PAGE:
# Is this a proper PBKDF2 key derivation function algorithm?

I've started implementing PBKDF2 algorithm recently and since I'm new in crypto, I would like to ask if my implementation is good.
I looked up some documentations and I tried to follow many of them and now I am really confused.

Documentations I've followed:
https://en.wikipedia.org/wiki/PBKDF2
https://en.wikipedia.org/wiki/Hash-based_message_authentication_code
crackstation(.)net/hashing-security.htm#properhashing // (Sorry, I can't post more than 2 links.) And many more to which I no more have got links.

Here is my C/C++ code:

typedef unsigned long UL;
volatile class KDF2
{
#define hLenSz 32 // Block size of sha256 in bytes
public:
KDF2()
{
}

std::string PBKDF2(string Password, string Salt, int c, int dkLen)
{
//Restrict max 128 bytes of Derivated Key
if(dkLen > 128)
{
dkLen = 128;
}

const int BlockSize = hLenSz / sizeof(UL); // 8 bytes

UL T[32] = {}; // Holds DK in 4 byte chunks
UL L[BlockSize] = {};
UL H[BlockSize] = {};
string hash = "";
string innerSalt = Salt + (char)dkLen;

int l = ceil((float)dkLen / (float)hLenSz); // Compute the number of passes needed to get the desired DK length

for(int i = 0; i < l; i++)
{
memset(L, 0, sizeof(L));

//Iterate c times
for(int j = 0; j < c; j++)
{
innerSalt = hash;

HexToLong(hash, H, BlockSize);
//XOR function
for(int p = 0; p < BlockSize; p++)
{
L[p] = L[p] ^ H[p];
}
}

for(int x = 0; x < BlockSize; x++)
{
T[BlockSize * i + x] = L[x];
}
}

std::string output = "";
for(int i = 0; i < dkLen / sizeof(UL); i++) // dkLen / 4 - unsigned long has 4 bytes
{
// hexify takes sizeof(T) and converts it to hex bytes
output += hexify<UL>(T[i]);
}
return output;
}

private:
//Hash-based message authentication code
{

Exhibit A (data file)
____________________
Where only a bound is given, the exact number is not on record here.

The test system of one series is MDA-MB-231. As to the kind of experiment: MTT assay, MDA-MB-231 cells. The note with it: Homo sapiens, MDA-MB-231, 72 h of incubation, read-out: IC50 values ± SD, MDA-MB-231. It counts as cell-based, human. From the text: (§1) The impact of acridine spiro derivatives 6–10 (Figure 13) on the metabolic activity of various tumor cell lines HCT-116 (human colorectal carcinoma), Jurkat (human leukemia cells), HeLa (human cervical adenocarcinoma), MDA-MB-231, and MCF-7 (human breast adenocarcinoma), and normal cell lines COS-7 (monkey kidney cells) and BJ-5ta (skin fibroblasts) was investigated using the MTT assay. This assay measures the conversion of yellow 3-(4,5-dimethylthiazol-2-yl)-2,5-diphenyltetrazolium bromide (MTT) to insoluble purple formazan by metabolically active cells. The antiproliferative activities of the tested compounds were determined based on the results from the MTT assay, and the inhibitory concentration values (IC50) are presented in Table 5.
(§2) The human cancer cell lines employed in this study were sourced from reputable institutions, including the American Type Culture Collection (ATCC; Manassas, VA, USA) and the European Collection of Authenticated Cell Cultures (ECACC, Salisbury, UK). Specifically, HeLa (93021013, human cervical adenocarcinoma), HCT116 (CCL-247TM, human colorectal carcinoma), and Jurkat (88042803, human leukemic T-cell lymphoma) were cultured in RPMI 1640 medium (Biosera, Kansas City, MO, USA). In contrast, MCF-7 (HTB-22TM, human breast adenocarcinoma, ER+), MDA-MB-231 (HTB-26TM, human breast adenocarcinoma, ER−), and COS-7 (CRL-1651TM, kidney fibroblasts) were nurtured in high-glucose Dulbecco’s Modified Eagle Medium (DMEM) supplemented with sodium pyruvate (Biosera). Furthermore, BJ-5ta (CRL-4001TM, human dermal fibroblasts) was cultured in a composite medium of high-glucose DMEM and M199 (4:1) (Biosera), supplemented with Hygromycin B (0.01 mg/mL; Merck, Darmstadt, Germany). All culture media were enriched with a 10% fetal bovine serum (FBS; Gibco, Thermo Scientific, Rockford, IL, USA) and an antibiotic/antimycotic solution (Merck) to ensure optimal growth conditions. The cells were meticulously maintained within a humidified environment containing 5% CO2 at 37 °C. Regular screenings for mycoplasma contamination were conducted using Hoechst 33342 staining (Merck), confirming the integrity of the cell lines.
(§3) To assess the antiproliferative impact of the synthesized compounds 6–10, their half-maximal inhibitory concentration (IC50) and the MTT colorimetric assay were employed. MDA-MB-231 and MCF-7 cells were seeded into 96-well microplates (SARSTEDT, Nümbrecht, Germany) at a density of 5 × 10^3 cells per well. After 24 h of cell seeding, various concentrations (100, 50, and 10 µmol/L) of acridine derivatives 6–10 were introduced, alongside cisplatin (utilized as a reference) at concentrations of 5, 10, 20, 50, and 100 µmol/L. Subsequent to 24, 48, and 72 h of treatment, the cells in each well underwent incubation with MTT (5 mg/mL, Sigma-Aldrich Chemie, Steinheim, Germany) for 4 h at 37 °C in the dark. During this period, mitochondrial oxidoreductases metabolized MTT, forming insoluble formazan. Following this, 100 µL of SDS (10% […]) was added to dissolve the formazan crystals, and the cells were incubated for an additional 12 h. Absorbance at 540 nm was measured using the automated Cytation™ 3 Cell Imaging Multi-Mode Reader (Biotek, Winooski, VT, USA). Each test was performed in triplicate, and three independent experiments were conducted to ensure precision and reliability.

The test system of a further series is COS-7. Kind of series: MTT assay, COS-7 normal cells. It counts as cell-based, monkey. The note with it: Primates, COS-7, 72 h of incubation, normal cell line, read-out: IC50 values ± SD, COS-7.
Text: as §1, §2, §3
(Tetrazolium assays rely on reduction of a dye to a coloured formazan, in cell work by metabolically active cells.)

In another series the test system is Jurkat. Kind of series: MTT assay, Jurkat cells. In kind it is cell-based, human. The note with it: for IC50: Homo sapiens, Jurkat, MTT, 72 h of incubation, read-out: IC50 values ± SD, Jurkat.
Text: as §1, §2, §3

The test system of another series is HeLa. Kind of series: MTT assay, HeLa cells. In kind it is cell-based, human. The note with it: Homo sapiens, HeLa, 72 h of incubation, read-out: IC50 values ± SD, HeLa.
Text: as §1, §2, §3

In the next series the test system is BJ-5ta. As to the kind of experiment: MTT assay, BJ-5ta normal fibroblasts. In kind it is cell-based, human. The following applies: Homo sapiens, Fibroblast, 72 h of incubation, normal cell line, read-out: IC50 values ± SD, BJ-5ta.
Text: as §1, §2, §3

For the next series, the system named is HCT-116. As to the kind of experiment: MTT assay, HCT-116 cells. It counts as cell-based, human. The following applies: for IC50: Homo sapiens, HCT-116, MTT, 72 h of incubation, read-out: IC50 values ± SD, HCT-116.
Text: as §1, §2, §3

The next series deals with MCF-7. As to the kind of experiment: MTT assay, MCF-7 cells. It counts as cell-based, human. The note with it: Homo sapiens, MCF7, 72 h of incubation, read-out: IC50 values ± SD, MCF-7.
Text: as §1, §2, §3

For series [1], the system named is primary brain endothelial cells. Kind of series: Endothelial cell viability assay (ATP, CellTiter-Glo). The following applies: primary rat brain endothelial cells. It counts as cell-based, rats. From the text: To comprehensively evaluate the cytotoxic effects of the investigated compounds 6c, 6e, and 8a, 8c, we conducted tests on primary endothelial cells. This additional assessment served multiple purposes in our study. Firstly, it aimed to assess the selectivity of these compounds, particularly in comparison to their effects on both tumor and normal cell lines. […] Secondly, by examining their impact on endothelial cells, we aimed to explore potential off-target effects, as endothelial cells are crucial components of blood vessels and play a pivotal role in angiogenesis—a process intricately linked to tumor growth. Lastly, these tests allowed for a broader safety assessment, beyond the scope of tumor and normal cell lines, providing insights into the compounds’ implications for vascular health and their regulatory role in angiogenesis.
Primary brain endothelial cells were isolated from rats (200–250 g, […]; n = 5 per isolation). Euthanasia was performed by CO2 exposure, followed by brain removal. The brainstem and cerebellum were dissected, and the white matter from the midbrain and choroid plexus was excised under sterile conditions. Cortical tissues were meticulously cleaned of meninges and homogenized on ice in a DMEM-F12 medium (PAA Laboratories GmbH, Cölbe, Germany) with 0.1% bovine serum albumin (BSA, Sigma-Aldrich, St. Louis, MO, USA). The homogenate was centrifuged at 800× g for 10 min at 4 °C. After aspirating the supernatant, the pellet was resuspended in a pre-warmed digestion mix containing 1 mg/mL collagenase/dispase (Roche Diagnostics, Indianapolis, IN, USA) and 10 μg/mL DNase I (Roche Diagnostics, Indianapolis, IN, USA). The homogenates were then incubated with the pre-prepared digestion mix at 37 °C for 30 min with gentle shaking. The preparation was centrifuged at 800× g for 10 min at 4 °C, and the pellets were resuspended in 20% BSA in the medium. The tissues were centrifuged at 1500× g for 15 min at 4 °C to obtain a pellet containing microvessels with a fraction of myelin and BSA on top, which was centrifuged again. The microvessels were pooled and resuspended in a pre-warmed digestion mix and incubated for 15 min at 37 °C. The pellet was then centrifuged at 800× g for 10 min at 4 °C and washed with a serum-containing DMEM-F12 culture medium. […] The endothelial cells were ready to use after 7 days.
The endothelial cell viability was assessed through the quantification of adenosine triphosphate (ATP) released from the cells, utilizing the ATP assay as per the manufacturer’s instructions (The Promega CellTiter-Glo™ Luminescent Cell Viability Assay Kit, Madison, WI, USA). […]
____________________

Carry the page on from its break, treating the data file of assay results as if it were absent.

char c;
string s;
UL Key[16] = {0};
UL X[16] = {0};
UL Y[16] = {0};
UL ipad = 0x36363636; // 0x36 = 54 = '6'
UL opad = 0x5c5c5c5c; // 0x5c = 92 = '\'
int k;
s = "";

//Process string key into sub-key
//Hash key in case it is less than 64 bytes
{

HexToLong(tmp, Key, 5);
}
else
{
for(int i = 0; i < 16; i++)
{
for(int j = 0; j < 4; j++)
{
if(4 * i + j <= Password.length())
{
k = Password[4 * i + j];
}
else
{
k = 0;
}
if(k < 0)
{
k = k + 256;
}
Key[i] += +k*pow(256, (double)3 - j);
}
}
}

for(int i = 0; i < 16; i++)
{
}

//Turn X-Array into a String
for(int i = 0; i < 16; i++)
{
for(int j = 0; j < 4; j++)
{
c = ((X[i] >> 8 * (3 - j)) % 256);
s += c;
}
}

//Append text to string
s += Salt;

string tmp = sha256(s);
HexToLong(tmp, Key, 5);

s = "";

//Convert Y array to a string
for(int i = 0; i < 16; i++)
{
for(int j = 0; j < 4; j++)
{
c = ((Y[i] >> 8 * (3 - j)) % 256);
s += c;
}
}

for(int i = 0; i < 5; i++)
{
for(int j = 0; j < 4; j++)
{
c = ((Key[i] >> 8 * (3 - j)) % 256);
s += c;
}
}

//Hash final aggregated string
return sha256(s);
}

UL f(UL B, UL C, UL D, int t)
{
if(t < 20)
{
return ((B & C) ^ ((~B) & D));
}
if((t > 19) & (t < 40))
{
return (B ^ C ^ D);
}
if((t > 39) & (t < 60))
{
return ((B & C) ^ (B & D) ^ (C & D));
}
if(t > 59)
{
return (B ^ C ^ D);
}
}

template< typename T >
std::string hexify(T i)
{
std::stringbuf buf;
std::ostream os(&buf);

os << std::setfill('0') << std::setw(sizeof(T) * 2) << std::hex << i;

return buf.str().c_str();
}

void HexToLong(string input, unsigned long* output, int outSize)
{
char hx[8] = {};

for(int i = 0; i < outSize; i++)
{
for(int j = 0; j < 8; j++)
{
hx[j] = input[j + (8 * i)];
}
output[i] = strtoul(hx, nullptr, 16);
}
}
};


The class is volatile because sometimes I ran into a optimization problem. I haven't yet figured out where the problem might be.

So to make it clear, my final questions are:

• Is this a proper PBKDF2 algorithm?

• Should PBKDF2 contain HMAC function or just iterate some hash over and over again with given No. iterations?

• How can I enhance the system?

• Why don't you test your implementation Commented Sep 14, 2015 at 23:11
• This would be better placed at code review. It's not a question about crypto, except Q2, which I think we'll not answer. Commented Sep 14, 2015 at 23:15
• @MaartenBodewes As I'm looking at the implementation test, that's not going to wrork for me. I'm using SHA256 instead of SHA1 and I've implemented some other things, that will make the final output different. Commented Sep 14, 2015 at 23:24
• If you've read the specification then you should be able to answer it yourself, right? HMAC is based on a hash, which can be configured as part of the configuration parameters... Commented Sep 15, 2015 at 0:03
• There seems to be some confusion about the term PBKDF2. A PBKDF is a generic term, meaning password based key derivation function. PBKDF1 and 2 are PBKDFs and so are bcrypt and scrypt. PBKDF2 on the other hand is a specific algorithm which has a single specification which you cannot deviate from. Now do you want to create your own PBKDF or do you want to implement PBKDF2? Commented Sep 15, 2015 at 0:09